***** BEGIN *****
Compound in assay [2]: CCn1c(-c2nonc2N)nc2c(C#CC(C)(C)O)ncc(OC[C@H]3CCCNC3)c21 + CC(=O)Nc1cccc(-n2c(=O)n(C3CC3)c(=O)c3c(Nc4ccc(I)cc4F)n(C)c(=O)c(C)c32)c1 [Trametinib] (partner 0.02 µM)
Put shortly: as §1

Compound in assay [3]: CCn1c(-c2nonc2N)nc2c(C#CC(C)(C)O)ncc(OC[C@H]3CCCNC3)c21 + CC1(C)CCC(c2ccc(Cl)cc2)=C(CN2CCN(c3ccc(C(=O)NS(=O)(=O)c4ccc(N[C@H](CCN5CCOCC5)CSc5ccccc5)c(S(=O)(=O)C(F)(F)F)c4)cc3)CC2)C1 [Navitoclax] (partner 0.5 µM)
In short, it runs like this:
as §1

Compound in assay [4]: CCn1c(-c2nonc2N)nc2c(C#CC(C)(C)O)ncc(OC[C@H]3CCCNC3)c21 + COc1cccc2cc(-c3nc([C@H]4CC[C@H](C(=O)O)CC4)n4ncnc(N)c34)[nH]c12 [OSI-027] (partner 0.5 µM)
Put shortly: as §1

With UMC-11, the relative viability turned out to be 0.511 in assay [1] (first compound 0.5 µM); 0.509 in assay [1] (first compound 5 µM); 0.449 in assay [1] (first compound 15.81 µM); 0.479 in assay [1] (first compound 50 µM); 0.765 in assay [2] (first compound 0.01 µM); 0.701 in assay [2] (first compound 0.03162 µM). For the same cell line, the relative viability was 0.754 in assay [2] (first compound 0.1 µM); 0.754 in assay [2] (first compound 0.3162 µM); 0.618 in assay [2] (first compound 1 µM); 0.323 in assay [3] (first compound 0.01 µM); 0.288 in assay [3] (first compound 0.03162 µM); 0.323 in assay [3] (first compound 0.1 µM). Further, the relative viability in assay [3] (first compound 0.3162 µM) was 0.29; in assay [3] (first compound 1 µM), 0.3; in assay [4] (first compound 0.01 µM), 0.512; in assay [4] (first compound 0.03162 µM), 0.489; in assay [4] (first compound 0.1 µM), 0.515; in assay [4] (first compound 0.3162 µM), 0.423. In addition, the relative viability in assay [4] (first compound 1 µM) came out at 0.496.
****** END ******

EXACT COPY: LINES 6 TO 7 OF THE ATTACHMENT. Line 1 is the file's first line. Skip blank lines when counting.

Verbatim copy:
Compound in assay [4]: CCn1c(-c2nonc2N)nc2c(C#CC(C)(C)O)ncc(OC[C@H]3CCCNC3)c21 + COc1cccc2cc(-c3nc([C@H]4CC[C@H](C(=O)O)CC4)n4ncnc(N)c34)[nH]c12 [OSI-027] (partner 0.5 µM)
Put shortly: as §1